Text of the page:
A New York district court judge earlier this month disqualified a firm representing hundreds of 401(k) plan participants based on a conflict of interest.  The judge called the risks posed “endless,” and requested additional briefing on whether the firm would be allowed to remain as counsel in related arbitration proceedings in Missouri.  The ruling spotlights the sometimes-thorny conflict issues that can arise in ERISA litigation.

Litigation in the Empire State; arbitration in the Show-Me State

Several related actions are pending in the Southern District of New York centering on the 401(k) plan and its administration.  In two of the actions, The Klamann Law Firm represented profit-sharing plan participants who alleged ERISA violations based on several breaches of fiduciary duty against the participants’ employer, the trust investment manager and the plan advisory committee along with the advisory committee’s individual members.

At the same time, in Missouri, The Klamann Law Firm was representing a number of claimants, including three individual former members of the plan advisory committee, in arbitration proceedings against the employer and the trust investment manager.  Claimants’ claims in the arbitration were nearly identical to the litigation claims asserted in the two New York district court cases.

The defendants in the district court cases moved to disqualify The Klamann Law Firm, asserting that in suing the plan advisory committee and its individual members, the firm was essentially suing its own clients, raising a disqualifying current-client conflict of interest.

The district court agreed.

“Broad discretion”

Citing its broad discretion to invoke the “drastic remedy” of disqualification whenever a lawyer’s conduct “tends to taint the underlying trial,” the district court noted that the Second Circuit considers adverse representation of current clients improper per se.  The burden is on the lawyer to show that there will be no actual or apparent conflict in loyalty or “diminution in the vigor of [the lawyer’s] representation.”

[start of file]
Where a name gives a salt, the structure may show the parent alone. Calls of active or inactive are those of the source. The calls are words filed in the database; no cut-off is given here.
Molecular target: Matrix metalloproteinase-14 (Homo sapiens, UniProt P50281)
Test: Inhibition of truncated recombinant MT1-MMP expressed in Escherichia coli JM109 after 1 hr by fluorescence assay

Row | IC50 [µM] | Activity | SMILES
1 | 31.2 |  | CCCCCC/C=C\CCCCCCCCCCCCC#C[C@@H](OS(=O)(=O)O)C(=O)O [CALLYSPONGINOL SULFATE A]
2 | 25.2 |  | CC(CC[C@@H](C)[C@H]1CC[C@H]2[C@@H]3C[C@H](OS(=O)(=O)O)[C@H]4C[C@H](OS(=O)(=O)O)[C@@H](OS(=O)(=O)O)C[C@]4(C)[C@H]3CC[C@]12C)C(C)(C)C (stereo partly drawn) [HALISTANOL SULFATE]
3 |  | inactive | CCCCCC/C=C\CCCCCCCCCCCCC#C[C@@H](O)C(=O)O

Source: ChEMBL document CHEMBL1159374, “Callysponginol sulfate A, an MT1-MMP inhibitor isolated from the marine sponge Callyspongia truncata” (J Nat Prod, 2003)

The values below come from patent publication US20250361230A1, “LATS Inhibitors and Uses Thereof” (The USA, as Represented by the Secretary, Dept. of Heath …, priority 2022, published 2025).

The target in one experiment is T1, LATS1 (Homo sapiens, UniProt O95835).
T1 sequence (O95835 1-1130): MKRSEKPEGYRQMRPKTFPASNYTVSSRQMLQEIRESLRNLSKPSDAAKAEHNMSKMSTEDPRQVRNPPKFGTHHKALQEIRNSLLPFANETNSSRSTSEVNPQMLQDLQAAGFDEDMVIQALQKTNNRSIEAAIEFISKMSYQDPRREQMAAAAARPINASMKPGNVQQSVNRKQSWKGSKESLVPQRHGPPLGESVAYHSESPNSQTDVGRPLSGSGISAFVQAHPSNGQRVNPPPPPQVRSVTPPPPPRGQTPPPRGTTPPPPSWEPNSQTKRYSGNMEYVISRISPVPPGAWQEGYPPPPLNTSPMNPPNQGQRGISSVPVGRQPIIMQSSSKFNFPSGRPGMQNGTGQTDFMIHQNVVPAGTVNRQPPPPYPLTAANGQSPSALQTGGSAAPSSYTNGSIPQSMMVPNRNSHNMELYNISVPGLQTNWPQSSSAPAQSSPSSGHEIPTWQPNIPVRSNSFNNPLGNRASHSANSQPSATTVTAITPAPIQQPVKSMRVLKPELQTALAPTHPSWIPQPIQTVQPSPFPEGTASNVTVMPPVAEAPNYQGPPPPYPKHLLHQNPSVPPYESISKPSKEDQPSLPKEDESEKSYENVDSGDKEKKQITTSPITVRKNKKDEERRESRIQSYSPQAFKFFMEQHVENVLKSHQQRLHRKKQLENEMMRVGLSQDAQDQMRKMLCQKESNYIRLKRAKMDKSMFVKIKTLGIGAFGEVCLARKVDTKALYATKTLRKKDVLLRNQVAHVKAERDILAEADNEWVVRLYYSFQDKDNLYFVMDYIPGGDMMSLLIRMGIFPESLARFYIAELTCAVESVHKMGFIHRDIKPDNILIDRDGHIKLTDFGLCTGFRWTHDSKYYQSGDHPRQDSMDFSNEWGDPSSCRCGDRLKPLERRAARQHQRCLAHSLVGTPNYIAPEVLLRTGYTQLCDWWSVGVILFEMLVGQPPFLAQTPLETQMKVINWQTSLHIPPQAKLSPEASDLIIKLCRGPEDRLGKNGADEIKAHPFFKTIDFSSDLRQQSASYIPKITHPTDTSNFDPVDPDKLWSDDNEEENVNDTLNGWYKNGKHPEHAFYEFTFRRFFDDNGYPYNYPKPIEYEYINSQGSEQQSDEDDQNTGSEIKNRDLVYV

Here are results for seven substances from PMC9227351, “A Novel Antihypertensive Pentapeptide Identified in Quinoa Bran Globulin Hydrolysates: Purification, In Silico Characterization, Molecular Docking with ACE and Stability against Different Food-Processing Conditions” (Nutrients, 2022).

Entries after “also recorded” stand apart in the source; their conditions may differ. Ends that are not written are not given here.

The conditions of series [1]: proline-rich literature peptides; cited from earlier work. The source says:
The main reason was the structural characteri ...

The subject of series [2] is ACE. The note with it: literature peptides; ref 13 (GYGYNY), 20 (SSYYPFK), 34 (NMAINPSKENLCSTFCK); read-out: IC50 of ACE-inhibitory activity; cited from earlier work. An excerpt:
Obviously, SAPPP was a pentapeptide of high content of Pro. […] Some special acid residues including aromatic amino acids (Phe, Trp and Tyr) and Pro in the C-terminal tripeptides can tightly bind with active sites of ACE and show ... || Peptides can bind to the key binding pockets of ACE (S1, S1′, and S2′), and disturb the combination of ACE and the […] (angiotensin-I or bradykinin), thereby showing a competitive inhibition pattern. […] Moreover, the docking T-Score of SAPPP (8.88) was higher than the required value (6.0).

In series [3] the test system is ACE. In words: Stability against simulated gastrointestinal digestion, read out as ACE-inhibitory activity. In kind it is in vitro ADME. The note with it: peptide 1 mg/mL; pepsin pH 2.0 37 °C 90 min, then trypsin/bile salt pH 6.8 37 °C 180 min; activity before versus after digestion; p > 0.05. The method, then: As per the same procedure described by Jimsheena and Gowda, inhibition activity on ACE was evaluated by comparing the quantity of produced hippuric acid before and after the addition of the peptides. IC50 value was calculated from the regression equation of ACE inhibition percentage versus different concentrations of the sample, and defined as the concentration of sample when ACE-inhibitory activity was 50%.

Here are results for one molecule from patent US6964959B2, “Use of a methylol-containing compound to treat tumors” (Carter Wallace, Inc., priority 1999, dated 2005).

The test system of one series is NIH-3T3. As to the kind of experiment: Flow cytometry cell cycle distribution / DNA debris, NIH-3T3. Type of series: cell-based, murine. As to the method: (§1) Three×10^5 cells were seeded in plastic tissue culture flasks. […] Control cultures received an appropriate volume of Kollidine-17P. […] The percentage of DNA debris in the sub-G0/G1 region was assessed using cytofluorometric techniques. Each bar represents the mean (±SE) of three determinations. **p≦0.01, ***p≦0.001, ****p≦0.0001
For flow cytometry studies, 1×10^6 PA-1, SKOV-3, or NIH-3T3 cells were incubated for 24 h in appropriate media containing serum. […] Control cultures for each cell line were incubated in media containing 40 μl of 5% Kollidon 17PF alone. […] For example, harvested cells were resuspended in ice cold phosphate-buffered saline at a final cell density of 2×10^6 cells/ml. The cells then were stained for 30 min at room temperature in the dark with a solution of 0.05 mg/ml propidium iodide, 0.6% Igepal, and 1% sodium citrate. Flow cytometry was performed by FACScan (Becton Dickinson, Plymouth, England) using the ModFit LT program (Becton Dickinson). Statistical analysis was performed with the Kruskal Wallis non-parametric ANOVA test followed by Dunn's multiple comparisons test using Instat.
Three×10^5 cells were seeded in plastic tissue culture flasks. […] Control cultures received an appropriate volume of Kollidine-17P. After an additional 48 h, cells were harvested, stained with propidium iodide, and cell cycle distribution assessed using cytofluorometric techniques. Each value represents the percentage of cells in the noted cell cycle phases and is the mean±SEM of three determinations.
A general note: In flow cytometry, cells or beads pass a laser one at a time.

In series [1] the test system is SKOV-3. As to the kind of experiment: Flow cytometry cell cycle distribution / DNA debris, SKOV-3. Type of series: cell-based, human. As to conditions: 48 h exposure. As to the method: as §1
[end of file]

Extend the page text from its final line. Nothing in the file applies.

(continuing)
The court noted that claims in the New York District court complaints made it “evident” that plaintiffs intended to sue both the employer and the plan advisory committee for fiduciary breaches committed while two and possibly all three of the individual members were on the committee — the same members The Klamann Firm was representing as claimants in the Missouri arbitration.

“The risks posed by this scenario are endless,” the court wrote, brushing away plaintiffs’ arguments.  The court rejected contentions that the DQ motion was merely a “strategic tool,” that the law firm’s clients would suffer undue prejudice from its disqualification and that all the clients had consented to the conflict.

The court was harsh in discussing the contention that the district court complaints should be read to allege claims only for conduct after the three advisory committee members had left the committee.  To the court, that raised the possibility that the firm was “improperly” seeking to “limit the scope” of the assertions in the district court complaints “simply to preclude liability against [the] arbitration clients.”   It is not possible, the court wrote, to “amend[] a complaint to erase the appearance of concurrent representation.”


Some key take-aways from this disqualification opinion:

  • Like many federal courts ruling on disqualification motions, the court here said it would look to state disciplinary rules, but that they “merely provide general guidance,” and that a violation of a lawyer conduct rule will not necessarily spell disqualification.